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 Hexagonal Spider Web (Posted on 2019-09-12)
A spider has its web in the shape of a regular hexagon. A fly is stuck to the web at a vertex that is diametrically opposite from the vertex at which the spider is. The spider can walk freely along the edges of the hexagon. At each vertex, it randomly chooses between walking on one of the two adjacent edges or staying at the vertex, all three choices with equal probability. If the time it takes to travel an edge is 5 seconds, while the waiting time at a vertex is 2 seconds, find the expected time it will take the spider to get to the fly?

Note: At the end of a waiting period at a vertex, a new random decision to stay at the vertex, or move along one of the two edges is made, with equal probability for the three choices.

 No Solution Yet Submitted by Danish Ahmed Khan No Rating

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 Solution | Comment 1 of 7
First, let's dispense with the 2 second waiting periods.  The expected value of the waiting time before a left or right decision is made is the infinite sum of 2/3 + 2/9 + 2/27 + ... = 1 second.  So for expected value purposes, the problem can be restated without any waiting times as:  there is a 50:50 chance of a left vs right decision and the travel time between nodes is 6 seconds.
Since the spider and fly are on nodes of opposite parity, there must always be an odd number of steps, the shortest being 3, so le't call the number of steps:  2n+3.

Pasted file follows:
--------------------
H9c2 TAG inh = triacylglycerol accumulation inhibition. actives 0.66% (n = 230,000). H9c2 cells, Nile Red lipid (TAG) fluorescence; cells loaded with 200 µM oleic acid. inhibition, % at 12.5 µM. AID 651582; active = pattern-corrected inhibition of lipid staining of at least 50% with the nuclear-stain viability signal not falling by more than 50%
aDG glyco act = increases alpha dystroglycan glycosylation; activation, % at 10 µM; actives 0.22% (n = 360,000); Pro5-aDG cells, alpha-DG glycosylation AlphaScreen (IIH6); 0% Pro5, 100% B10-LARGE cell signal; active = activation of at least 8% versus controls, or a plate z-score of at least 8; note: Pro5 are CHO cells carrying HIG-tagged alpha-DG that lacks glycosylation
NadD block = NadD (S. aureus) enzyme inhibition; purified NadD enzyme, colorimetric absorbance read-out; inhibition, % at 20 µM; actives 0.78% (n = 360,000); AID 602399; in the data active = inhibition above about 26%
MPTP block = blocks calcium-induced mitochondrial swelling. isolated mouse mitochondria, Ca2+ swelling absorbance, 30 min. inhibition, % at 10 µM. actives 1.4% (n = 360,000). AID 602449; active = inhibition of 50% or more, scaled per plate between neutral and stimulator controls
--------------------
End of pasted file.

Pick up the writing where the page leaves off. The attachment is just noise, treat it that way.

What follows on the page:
At first, I started to consider any travel trajectory as a binary number (0 for left, 1 for right).  I worked this through and got the same solution, but it was quite tedious, although this might be the best way if done with a computer program.

Next I started thinking of the spider of having 4 "states" 0 through 3, defined as the number of moves away from his starting point.  Every first move goes from state 0 to state 1.  Every last move goes from state 2 to state 3.  In fact, every second to last move goes from state 1 to state 2.  For trajectories longer than 3 moves, if you eliminate the first one and the last 2 moves, all other moves occur in pairs that start at state 1 and end at state 1.
First move:  (state 0 to state 1) 2 possible combinations and both are part of winning trajectories.
Each subsequent pair of moves except the last pair:  (state 1 to state 1) 4 possible combinations and 3 of the 4 successfully end at state 1
The last pair: (state 1 to state 3)  4 possible combinations but only 1 of the 4 successfully end at state 3.

So the number of 2n+3 step trajectories is:
(2/2) * (3/4)^n * (1/4)
n  steps  Probability
0   3   1/4
1   5   3/16
2   7   9/64
n  2n+3  3^n/(2^(2n+2))

For each n, multiply:
the # of steps, times
the Probablity of a meal after that many steps, times
6 seconds
And then sum all of those.

 Posted by Larry on 2019-09-12 10:19:23

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